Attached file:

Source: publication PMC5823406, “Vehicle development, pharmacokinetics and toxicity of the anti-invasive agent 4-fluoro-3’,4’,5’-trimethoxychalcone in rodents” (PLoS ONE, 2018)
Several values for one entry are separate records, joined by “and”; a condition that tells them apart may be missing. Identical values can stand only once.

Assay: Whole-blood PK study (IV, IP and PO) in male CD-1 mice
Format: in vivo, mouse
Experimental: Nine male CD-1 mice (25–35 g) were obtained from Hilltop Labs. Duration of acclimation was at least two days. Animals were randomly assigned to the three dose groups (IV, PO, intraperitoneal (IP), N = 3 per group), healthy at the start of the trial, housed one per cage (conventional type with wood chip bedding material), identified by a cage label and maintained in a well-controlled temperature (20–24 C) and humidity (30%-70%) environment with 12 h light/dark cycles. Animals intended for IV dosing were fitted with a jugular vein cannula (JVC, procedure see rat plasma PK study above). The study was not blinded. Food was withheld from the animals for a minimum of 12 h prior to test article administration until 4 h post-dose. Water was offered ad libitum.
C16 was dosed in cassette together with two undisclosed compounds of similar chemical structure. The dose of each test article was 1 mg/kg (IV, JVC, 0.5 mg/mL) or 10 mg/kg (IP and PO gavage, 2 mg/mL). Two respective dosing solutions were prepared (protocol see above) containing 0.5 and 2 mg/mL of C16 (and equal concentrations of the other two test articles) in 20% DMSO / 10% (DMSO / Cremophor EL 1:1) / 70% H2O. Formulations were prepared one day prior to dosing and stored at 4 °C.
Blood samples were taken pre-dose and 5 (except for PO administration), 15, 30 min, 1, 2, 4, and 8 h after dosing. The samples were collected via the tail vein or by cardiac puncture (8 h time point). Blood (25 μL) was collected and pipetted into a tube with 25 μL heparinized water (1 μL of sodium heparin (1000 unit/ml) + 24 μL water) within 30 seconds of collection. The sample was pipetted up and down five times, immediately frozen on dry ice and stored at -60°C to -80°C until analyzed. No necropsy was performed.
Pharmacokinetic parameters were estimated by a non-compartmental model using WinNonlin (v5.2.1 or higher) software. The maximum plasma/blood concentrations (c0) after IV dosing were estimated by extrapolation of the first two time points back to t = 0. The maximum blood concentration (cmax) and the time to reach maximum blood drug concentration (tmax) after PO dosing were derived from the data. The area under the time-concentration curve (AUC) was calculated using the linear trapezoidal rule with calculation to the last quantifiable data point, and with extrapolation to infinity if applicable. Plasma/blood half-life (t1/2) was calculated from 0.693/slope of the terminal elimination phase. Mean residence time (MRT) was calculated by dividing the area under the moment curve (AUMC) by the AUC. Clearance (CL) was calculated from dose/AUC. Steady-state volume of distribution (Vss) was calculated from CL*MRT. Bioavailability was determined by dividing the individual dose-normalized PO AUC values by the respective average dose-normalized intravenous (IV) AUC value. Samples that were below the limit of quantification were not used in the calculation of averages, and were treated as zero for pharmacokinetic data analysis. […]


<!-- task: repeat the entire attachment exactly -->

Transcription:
Source: publication PMC5823406, “Vehicle development, pharmacokinetics and toxicity of the anti-invasive agent 4-fluoro-3’,4’,5’-trimethoxychalcone in rodents” (PLoS ONE, 2018)
Several values for one entry are separate records, joined by “and”; a condition that tells them apart may be missing. Identical values can stand only once.

Assay: Whole-blood PK study (IV, IP and PO) in male CD-1 mice
Format: in vivo, mouse
Experimental: Nine male CD-1 mice (25–35 g) were obtained from Hilltop Labs. Duration of acclimation was at least two days. Animals were randomly assigned to the three dose groups (IV, PO, intraperitoneal (IP), N = 3 per group), healthy at the start of the trial, housed one per cage (conventional type with wood chip bedding material), identified by a cage label and maintained in a well-controlled temperature (20–24 C) and humidity (30%-70%) environment with 12 h light/dark cycles. Animals intended for IV dosing were fitted with a jugular vein cannula (JVC, procedure see rat plasma PK study above). The study was not blinded. Food was withheld from the animals for a minimum of 12 h prior to test article administration until 4 h post-dose. Water was offered ad libitum.
C16 was dosed in cassette together with two undisclosed compounds of similar chemical structure. The dose of each test article was 1 mg/kg (IV, JVC, 0.5 mg/mL) or 10 mg/kg (IP and PO gavage, 2 mg/mL). Two respective dosing solutions were prepared (protocol see above) containing 0.5 and 2 mg/mL of C16 (and equal concentrations of the other two test articles) in 20% DMSO / 10% (DMSO / Cremophor EL 1:1) / 70% H2O. Formulations were prepared one day prior to dosing and stored at 4 °C.
Blood samples were taken pre-dose and 5 (except for PO administration), 15, 30 min, 1, 2, 4, and 8 h after dosing. The samples were collected via the tail vein or by cardiac puncture (8 h time point). Blood (25 μL) was collected and pipetted into a tube with 25 μL heparinized water (1 μL of sodium heparin (1000 unit/ml) + 24 μL water) within 30 seconds of collection. The sample was pipetted up and down five times, immediately frozen on dry ice and stored at -60°C to -80°C until analyzed. No necropsy was performed.
Pharmacokinetic parameters were estimated by a non-compartmental model using WinNonlin (v5.2.1 or higher) software. The maximum plasma/blood concentrations (c0) after IV dosing were estimated by extrapolation of the first two time points back to t = 0. The maximum blood concentration (cmax) and the time to reach maximum blood drug concentration (tmax) after PO dosing were derived from the data. The area under the time-concentration curve (AUC) was calculated using the linear trapezoidal rule with calculation to the last quantifiable data point, and with extrapolation to infinity if applicable. Plasma/blood half-life (t1/2) was calculated from 0.693/slope of the terminal elimination phase. Mean residence time (MRT) was calculated by dividing the area under the moment curve (AUMC) by the AUC. Clearance (CL) was calculated from dose/AUC. Steady-state volume of distribution (Vss) was calculated from CL*MRT. Bioavailability was determined by dividing the individual dose-normalized PO AUC values by the respective average dose-normalized intravenous (IV) AUC value. Samples that were below the limit of quantification were not used in the calculation of averages, and were treated as zero for pharmacokinetic data analysis. […]